Laguna Atascosa National Wildlife Refuge’s horrible, no-good entrance road has been repaved into a smooth-as-glass thoroughfare.
To celebrate, the refuge is planning a blow-out week for visitors beginning Oct. 12 which includes birding walks, bus tours, tours of the remodeled visitor center, food trucks, arts and crafts and biking.
“It’s not a road that we have control over because there’s a county easement through it,” said Boyd Blihovde, refuge manager. “But despite that, we still got more complaints about that than anything else, complaints about the condition of the road.”
Buena Vista Road is just one of several roadway improvements made to the access routes into Laguna Atascosa, and the jaw-rattling ride was responsible for about a one-third reduction in the number of refuge visitors over the past several years. Buena Vista has been repaved to the south all the way to FM 510, and construction work on FM 106 to the west of the refuge is complete and has dramatically improved access from that direction.
“It’s taken, in my opinion, way longer than it should have, but we’re trying,” Blihovde said.
Buena Vista Road, the access road into the refuge, has a 25-mph speed limit to protect wildlife, including endangered ocelots, which cross the roadway. Contractors are about to add bike lanes to the road so cyclists can view animals and birds while riding.
“We’re getting the word out about Oct. 12th through the 18th having a grand reopening of sorts,” Blihovde said. “So on the 12th, we’re having a reopening event of the visitor center and the road, because at our visitor center we’ve done some improvements and the road as you can see has been improved greatly.”
The week’s events will include guided bird walks, nature talks on mammals, birds and reptiles, photo walks and participant events such as screen printing your own ocelot T-shirts, yoga with birds and basket-weaving.
The rest of the week will feature birding bus tours, nature walks, photography bus tours and a sunset watercolor class.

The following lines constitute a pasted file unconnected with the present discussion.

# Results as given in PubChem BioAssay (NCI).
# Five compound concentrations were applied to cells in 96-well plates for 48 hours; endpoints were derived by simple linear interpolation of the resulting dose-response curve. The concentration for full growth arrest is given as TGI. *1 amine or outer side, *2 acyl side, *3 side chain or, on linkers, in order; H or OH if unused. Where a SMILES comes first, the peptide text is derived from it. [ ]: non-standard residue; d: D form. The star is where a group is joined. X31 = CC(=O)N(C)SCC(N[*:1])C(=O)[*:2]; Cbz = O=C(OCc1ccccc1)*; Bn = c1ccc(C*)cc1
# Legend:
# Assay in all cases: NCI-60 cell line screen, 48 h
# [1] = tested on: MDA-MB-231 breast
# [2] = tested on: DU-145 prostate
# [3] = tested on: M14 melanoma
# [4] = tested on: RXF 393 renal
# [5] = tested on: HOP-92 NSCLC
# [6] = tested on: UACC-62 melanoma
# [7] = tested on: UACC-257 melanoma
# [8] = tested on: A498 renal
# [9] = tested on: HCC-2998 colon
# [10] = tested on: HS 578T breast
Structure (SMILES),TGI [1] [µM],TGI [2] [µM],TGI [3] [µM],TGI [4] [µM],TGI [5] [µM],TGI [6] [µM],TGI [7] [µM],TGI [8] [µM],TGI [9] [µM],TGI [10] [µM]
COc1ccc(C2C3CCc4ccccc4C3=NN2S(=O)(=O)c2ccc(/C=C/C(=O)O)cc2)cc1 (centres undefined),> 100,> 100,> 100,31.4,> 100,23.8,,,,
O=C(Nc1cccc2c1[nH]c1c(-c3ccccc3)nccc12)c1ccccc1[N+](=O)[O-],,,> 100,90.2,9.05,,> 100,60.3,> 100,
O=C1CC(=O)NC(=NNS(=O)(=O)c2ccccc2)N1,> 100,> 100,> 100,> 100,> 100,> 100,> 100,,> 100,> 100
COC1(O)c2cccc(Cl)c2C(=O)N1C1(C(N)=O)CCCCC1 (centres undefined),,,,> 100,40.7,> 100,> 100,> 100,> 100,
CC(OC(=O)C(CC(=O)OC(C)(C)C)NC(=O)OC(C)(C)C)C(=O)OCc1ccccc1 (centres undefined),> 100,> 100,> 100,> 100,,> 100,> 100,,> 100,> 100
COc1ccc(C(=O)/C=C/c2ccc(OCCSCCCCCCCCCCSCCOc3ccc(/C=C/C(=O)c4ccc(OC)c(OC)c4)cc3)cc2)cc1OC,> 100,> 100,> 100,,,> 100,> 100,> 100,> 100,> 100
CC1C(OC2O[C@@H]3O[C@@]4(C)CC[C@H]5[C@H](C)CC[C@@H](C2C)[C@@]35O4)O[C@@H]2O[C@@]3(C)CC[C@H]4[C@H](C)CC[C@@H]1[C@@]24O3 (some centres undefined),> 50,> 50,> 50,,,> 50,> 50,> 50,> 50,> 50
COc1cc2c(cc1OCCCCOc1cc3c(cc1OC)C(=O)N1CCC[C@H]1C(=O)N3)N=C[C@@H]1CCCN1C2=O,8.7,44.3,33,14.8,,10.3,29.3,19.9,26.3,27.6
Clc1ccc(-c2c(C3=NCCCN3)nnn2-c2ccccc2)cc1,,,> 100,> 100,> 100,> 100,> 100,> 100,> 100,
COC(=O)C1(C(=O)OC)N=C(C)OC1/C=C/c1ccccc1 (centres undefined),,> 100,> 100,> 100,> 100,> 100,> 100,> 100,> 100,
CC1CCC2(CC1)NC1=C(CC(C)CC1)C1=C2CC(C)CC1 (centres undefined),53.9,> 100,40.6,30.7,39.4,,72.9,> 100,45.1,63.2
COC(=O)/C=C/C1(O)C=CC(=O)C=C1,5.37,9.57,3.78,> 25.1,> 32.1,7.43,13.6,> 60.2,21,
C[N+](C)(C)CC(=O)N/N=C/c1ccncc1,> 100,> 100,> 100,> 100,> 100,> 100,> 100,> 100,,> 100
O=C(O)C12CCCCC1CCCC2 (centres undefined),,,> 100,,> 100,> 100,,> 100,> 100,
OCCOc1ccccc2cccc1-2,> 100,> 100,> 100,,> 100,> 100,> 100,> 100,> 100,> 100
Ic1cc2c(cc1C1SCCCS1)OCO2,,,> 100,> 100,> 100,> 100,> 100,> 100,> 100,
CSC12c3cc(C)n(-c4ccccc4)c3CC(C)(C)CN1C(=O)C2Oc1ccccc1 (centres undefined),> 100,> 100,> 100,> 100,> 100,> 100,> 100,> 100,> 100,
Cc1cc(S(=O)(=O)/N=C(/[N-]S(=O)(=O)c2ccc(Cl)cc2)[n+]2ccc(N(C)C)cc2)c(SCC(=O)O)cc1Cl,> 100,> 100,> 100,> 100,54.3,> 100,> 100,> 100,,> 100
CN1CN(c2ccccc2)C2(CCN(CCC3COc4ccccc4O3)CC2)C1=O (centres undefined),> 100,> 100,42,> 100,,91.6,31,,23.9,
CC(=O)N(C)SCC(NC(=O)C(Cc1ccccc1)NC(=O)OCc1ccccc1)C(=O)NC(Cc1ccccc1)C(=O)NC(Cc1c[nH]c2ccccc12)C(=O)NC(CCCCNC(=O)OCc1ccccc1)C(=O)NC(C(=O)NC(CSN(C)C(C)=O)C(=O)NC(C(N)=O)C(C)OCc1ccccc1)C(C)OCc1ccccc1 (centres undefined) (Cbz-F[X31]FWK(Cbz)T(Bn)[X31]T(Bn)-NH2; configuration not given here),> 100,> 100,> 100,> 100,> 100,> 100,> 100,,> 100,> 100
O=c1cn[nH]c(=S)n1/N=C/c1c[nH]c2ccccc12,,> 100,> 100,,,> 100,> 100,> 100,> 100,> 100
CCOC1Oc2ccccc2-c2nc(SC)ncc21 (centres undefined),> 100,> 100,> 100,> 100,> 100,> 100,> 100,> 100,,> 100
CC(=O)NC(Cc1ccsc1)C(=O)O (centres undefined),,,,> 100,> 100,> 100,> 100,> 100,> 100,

Loop work suspended
Not all the road news coming out of Laguna Atascosa is good.
Blihovde said construction on Bayside Drive has been halted. This is the popular loop road inside the refuge which was closed to visitor vehicle traffic in 2013 to protect endangered ocelots after two were killed by vehicles.
“That’s the only bad side of this story is that the construction company is not going to complete that,” Blihovde said. “We’re going to have to re-advertise that and … it will be some time before it’s complete.”
Construction on this road began last year and was to be finished this year. Now, the refuge manager says, it may take a year to even re-bid the suspended project before construction can re-start to finish the job.
“They completed the new parking lot base at Redhead Ridge, that was an expansion of that parking lot,” Blihovde said. “They have done some widening of the drive near Redhead Ridge and they probably got about two miles of that done, but there are still six or so miles left.”
Access to improve
For the past year, access to Bayside Drive for hikers and bicyclists, as well as the refuge’s tram tours, has been suspended while construction proceeded.
“We are going to re-open it this winter to hiking and biking and our tram tours as well,” Blihovde said. “I think people were upset because they couldn’t bike or even hike around it, so at least we’ll be able to open that up to those activities. And our tram tour — we didn’t even have a tram tour last year — we’ll start that back up again sometime this winter.”
Blihovde said he has applied for a federal grant which he hopes will help re-establish previous visitor numbers to the refuge.
“I put in for a grant from federal highways called a FLAP grant, federal land access program grant, partnering with the county just because of that reason,” he said. “I expect that the visitor numbers had been depressed because of the road conditions and it will greatly improve.”